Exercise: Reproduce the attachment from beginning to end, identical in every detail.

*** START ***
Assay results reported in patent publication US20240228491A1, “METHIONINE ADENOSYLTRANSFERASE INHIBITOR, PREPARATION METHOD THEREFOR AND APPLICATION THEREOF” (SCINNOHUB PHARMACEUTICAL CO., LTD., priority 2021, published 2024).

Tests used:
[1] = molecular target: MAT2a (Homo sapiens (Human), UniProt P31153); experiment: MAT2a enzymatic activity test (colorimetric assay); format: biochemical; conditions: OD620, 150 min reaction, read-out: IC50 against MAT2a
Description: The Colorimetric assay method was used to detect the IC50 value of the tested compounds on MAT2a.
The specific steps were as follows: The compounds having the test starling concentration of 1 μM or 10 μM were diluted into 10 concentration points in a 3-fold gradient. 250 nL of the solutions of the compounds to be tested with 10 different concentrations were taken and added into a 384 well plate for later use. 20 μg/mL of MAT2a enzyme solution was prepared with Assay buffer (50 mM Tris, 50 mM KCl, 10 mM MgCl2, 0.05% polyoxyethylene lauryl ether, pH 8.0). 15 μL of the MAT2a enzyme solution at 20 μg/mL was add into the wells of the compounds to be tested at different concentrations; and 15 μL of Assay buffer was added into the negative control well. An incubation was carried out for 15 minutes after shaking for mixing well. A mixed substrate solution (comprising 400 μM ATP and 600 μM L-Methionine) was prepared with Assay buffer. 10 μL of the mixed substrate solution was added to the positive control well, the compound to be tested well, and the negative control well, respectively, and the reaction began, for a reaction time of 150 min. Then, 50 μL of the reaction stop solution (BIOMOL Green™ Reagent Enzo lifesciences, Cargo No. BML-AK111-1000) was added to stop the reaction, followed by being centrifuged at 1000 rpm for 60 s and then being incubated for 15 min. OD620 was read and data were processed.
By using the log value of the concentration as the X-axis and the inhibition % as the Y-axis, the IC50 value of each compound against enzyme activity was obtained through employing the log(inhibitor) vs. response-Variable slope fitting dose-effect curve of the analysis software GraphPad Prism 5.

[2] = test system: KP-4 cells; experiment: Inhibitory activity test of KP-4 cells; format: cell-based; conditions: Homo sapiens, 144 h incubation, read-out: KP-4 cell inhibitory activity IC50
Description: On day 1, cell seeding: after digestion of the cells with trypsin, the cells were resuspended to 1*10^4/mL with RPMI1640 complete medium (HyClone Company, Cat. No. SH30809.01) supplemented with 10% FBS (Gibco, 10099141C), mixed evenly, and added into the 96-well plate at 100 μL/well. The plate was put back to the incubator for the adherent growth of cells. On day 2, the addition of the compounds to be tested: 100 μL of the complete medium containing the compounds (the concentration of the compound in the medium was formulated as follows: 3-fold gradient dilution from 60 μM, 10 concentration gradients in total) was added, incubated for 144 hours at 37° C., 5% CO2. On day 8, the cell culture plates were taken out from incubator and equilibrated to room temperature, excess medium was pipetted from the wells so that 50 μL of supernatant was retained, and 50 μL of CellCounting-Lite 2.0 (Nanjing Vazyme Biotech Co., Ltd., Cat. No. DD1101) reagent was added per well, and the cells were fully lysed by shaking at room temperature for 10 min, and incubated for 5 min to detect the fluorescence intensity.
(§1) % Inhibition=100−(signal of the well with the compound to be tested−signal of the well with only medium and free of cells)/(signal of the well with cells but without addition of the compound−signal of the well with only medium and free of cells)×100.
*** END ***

Assay results reported in patent publication US20240228491A1, “METHIONINE ADENOSYLTRANSFERASE INHIBITOR, PREPARATION METHOD THEREFOR AND APPLICATION THEREOF” (SCINNOHUB PHARMACEUTICAL CO., LTD., priority 2021, published 2024).

Tests used:
[1] = molecular target: MAT2a (Homo sapiens (Human), UniProt P31153); experiment: MAT2a enzymatic activity test (colorimetric assay); format: biochemical; conditions: OD620, 150 min reaction, read-out: IC50 against MAT2a
Description: The Colorimetric assay method was used to detect the IC50 value of the tested compounds on MAT2a.
The specific steps were as follows: The compounds having the test starling concentration of 1 μM or 10 μM were diluted into 10 concentration points in a 3-fold gradient. 250 nL of the solutions of the compounds to be tested with 10 different concentrations were taken and added into a 384 well plate for later use. 20 μg/mL of MAT2a enzyme solution was prepared with Assay buffer (50 mM Tris, 50 mM KCl, 10 mM MgCl2, 0.05% polyoxyethylene lauryl ether, pH 8.0). 15 μL of the MAT2a enzyme solution at 20 μg/mL was add into the wells of the compounds to be tested at different concentrations; and 15 μL of Assay buffer was added into the negative control well. An incubation was carried out for 15 minutes after shaking for mixing well. A mixed substrate solution (comprising 400 μM ATP and 600 μM L-Methionine) was prepared with Assay buffer. 10 μL of the mixed substrate solution was added to the positive control well, the compound to be tested well, and the negative control well, respectively, and the reaction began, for a reaction time of 150 min. Then, 50 μL of the reaction stop solution (BIOMOL Green™ Reagent Enzo lifesciences, Cargo No. BML-AK111-1000) was added to stop the reaction, followed by being centrifuged at 1000 rpm for 60 s and then being incubated for 15 min. OD620 was read and data were processed.
By using the log value of the concentration as the X-axis and the inhibition % as the Y-axis, the IC50 value of each compound against enzyme activity was obtained through employing the log(inhibitor) vs. response-Variable slope fitting dose-effect curve of the analysis software GraphPad Prism 5.

[2] = test system: KP-4 cells; experiment: Inhibitory activity test of KP-4 cells; format: cell-based; conditions: Homo sapiens, 144 h incubation, read-out: KP-4 cell inhibitory activity IC50
Description: On day 1, cell seeding: after digestion of the cells with trypsin, the cells were resuspended to 1*10^4/mL with RPMI1640 complete medium (HyClone Company, Cat. No. SH30809.01) supplemented with 10% FBS (Gibco, 10099141C), mixed evenly, and added into the 96-well plate at 100 μL/well. The plate was put back to the incubator for the adherent growth of cells. On day 2, the addition of the compounds to be tested: 100 μL of the complete medium containing the compounds (the concentration of the compound in the medium was formulated as follows: 3-fold gradient dilution from 60 μM, 10 concentration gradients in total) was added, incubated for 144 hours at 37° C., 5% CO2. On day 8, the cell culture plates were taken out from incubator and equilibrated to room temperature, excess medium was pipetted from the wells so that 50 μL of supernatant was retained, and 50 μL of CellCounting-Lite 2.0 (Nanjing Vazyme Biotech Co., Ltd., Cat. No. DD1101) reagent was added per well, and the cells were fully lysed by shaking at room temperature for 10 min, and incubated for 5 min to detect the fluorescence intensity.
(§1) % Inhibition=100−(signal of the well with the compound to be tested−signal of the well with only medium and free of cells)/(signal of the well with cells but without addition of the compound−signal of the well with only medium and free of cells)×100.